Legal

When HNW Individuals Take Extreme Acts Over Assets In Divorce

Anita Mehta, London, 6 September 2021

articleimage

The author of this article examines a case pitting a diamond dealer and former wife. Given the scale of the wealth, its source is likely to have more impact on the final outcome, the writer agues.

As part of a continuing series of commentaries on high net worth divorce cases and their implications, we carry this guest article from Anita Mehta, barrister at 4PB in London. This article focuses on when a spouse takes possessions and declines to return them, and what steps parties can take to resolve the matter. It also reflects the status of London as a legal centre for international couples going through marital disputes.

We are, as always, pleased to share these views with readers. Please respond and jump into the conversation. The usual disclaimers apply to views of guest contributors. Email tom.burroughes@wealthbriefing.com and jackie.bennion@clearviewpublishing.com 

If your spouse takes your possessions and refuses to return them, you can apply to court for “delivery up” of your goods. However, in advance of the court resolving financial remedy applications pursuant to divorce, it may well be that the court considers determination of the ownership of goods is best left to substantive proceedings. 

This is certainly what occurred in respect of Ms Khayrova’s application in May 2021 for delivery-up of goods worth millions of pounds against her husband, Mr Dmitry Tsvetkov, multi-millionaire diamond dealer. Ms Khayrova, who is a former model and whose father is a member of Putin’s ruling party, sought the return of valuable possessions which the couple enjoyed, including cars, jewellery (some pieces by Cartier), and works of art. There were also cross-applications before the court by Mr Tsvetkov for delivery up of his passport, which he said Ms Khayrova had retained. 

This ongoing case is a prime example of the difficulties and costs amounted when HNW individuals take such extreme steps. It is a lesson for all practitioners, and private wealth practitioners who should be keeping a close eye on how this case plays out in order to advise future clients.

Ms Khayrova’s case, in short, was that she had invoices proving that she had paid for the items and that they belong to her alone, whereas her husband denied this was the case and argued that it was not as simple as that. Perhaps unsurprisingly, the judge considered that “there are divorce proceedings that will decide how the family property is distributed” and he dismissed Ms Khayrova’s application. That does not, however, mean that Ms Khayrova will not achieve the return of these assets in the final divorce settlement. It is simply that the judge did not want to be drawn on dealing with these applications separately. As far as we are aware, the couple have not signed a pre-nuptial agreement, therefore all of their assets will fall to be considered in the ensuing divorce proceedings. Plainly determining who should retain valuable assets will fall into those proceedings. It may be that one or other of the parties physically paid for items but that is unlikely to be determinative if the items were purchased with family money.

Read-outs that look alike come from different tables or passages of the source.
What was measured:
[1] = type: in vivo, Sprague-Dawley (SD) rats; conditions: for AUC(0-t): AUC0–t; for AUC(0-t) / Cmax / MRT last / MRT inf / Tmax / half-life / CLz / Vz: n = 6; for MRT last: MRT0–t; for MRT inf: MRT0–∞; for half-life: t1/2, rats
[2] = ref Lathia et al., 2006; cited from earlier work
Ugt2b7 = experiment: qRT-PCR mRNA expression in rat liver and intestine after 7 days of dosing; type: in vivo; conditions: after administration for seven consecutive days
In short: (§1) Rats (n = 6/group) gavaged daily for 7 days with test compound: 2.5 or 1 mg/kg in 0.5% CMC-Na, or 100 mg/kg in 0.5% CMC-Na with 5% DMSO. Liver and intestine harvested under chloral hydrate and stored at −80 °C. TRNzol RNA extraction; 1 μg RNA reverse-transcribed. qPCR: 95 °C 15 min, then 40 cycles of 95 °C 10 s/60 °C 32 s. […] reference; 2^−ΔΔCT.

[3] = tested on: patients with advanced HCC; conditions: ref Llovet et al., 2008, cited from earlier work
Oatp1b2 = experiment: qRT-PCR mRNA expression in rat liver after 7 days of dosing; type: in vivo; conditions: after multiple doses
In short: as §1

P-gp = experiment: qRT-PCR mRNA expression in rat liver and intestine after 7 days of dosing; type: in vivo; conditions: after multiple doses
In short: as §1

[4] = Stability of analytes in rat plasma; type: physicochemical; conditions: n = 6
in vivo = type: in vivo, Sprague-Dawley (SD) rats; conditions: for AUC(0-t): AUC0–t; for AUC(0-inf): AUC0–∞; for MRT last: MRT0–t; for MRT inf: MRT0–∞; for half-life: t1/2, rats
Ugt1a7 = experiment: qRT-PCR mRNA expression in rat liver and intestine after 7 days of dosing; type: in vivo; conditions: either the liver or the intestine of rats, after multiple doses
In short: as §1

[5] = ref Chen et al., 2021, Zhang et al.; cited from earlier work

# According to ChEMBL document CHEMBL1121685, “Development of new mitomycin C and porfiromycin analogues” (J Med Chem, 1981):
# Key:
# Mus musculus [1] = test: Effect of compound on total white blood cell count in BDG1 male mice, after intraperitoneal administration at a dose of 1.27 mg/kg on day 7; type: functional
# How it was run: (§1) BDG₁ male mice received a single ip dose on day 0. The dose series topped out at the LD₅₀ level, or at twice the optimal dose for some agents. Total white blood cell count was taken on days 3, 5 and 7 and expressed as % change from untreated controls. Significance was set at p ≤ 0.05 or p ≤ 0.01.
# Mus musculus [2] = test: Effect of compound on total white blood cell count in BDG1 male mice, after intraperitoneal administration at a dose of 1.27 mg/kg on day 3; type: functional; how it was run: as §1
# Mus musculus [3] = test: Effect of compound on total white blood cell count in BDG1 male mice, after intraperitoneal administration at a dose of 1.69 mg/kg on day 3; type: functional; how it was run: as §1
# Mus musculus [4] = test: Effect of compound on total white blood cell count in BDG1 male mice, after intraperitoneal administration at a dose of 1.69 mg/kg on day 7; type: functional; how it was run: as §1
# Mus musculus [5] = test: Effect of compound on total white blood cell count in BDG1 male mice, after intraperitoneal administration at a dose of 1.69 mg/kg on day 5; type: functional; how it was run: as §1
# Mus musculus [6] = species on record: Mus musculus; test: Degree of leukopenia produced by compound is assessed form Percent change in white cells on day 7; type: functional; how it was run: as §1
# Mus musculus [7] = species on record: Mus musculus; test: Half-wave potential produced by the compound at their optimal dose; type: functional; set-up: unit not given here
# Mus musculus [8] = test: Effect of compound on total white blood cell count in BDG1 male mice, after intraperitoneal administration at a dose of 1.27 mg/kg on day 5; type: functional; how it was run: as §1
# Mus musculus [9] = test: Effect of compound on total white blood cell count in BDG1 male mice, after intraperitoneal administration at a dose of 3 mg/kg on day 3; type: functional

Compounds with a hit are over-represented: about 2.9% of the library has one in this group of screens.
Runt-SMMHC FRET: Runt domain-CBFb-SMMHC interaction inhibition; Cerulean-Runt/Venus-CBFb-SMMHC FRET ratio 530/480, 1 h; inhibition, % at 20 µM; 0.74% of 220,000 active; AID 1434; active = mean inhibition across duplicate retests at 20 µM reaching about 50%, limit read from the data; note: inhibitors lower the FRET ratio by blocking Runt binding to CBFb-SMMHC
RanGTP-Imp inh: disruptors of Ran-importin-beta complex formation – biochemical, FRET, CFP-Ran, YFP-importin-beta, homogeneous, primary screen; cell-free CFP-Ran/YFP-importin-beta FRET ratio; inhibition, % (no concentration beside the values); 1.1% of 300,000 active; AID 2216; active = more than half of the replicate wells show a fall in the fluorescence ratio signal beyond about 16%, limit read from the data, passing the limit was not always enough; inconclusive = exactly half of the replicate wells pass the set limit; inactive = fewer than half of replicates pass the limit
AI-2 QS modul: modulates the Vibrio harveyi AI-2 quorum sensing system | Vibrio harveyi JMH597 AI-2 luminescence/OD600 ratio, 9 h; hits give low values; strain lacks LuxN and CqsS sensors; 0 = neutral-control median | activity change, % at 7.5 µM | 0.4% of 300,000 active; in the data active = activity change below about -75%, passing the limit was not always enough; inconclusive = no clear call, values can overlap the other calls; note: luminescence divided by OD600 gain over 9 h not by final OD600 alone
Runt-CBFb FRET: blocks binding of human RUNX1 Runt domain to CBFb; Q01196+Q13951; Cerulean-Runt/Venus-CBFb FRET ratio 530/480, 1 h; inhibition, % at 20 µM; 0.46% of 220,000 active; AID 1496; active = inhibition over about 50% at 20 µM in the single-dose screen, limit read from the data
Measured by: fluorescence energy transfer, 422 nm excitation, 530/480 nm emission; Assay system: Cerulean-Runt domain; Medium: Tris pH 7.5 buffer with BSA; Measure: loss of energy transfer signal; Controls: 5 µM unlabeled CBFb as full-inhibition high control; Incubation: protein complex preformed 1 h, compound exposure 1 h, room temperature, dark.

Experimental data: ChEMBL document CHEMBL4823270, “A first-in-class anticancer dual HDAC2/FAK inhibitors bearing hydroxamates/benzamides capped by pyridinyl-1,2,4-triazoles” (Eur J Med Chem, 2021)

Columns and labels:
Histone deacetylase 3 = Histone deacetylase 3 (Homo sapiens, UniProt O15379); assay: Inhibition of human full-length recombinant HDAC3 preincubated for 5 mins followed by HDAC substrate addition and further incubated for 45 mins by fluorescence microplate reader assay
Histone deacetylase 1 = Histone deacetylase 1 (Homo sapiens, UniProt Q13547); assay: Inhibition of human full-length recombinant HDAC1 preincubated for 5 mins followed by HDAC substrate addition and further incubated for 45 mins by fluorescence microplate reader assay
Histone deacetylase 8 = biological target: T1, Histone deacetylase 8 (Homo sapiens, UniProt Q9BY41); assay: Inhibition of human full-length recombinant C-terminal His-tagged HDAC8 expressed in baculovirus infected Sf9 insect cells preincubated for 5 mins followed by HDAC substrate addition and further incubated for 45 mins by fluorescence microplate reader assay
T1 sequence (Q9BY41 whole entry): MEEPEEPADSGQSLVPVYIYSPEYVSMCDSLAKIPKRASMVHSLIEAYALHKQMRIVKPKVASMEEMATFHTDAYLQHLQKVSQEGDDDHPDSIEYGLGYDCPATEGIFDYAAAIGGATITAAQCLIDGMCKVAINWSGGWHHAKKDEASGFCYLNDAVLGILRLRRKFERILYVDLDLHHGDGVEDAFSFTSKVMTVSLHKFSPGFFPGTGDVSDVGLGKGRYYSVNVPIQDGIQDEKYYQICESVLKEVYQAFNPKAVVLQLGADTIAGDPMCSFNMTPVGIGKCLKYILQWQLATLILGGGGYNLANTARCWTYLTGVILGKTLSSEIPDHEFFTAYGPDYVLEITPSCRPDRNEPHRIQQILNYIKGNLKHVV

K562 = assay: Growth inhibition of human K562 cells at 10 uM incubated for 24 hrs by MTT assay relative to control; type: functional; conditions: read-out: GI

Do not let the fact that the court did not make orders in this case give you the impression that the court will not make far-reaching orders in respect of possessions when required. As recently as July 2020, in another case involving Russian oligarchs, the High Court made an order that Temur Akhmedov deliver up his computers and electronic devices so that they could be searched to locate assets in order for the court to enforce an order the court had made against his father in his parent’s divorce. When Temur failed to comply with the order, the High Court granted a search order, which led to the recovery and seizure of multiple electronic devices. Thus, when the court does make these draconian orders - the court will enforce them - whether the respondent willingly complies or not.

The judge also dismissed Mr Tsvetkov’s application for delivery up of his passport, although for a different reason. Namely that Ms Khayrova said that she did not have the passports and it not being clear where the passport was. Of course, had Ms Khayrova accepted it was in her possession, a different order may have been made. 

This early skirmish is perhaps indicative of how this divorce is going to be run, but these orders are unlikely to have an impact on the final outcome. It is understood that Mr Tsvetkov intends to argue that he created all of the couple’s astonishing wealth and that this should be taken into account in the final outcome. That wealth includes a property portfolio of a £22 million ($33.33 million) Surrey mansion, five flats in London worth £18 million in total, properties in Cyprus, and a £2 million penthouse in Dubai.  

Given the scale of the wealth, its source is likely to have more impact on the final outcome than who paid for particular items during the marriage, so this will be one to watch.

Register for WealthBriefing today

Gain access to regular and exclusive research on the global wealth management sector along with the opportunity to attend industry events such as exclusive invites to Breakfast Briefings and Summits in the major wealth management centres and industry leading awards programmes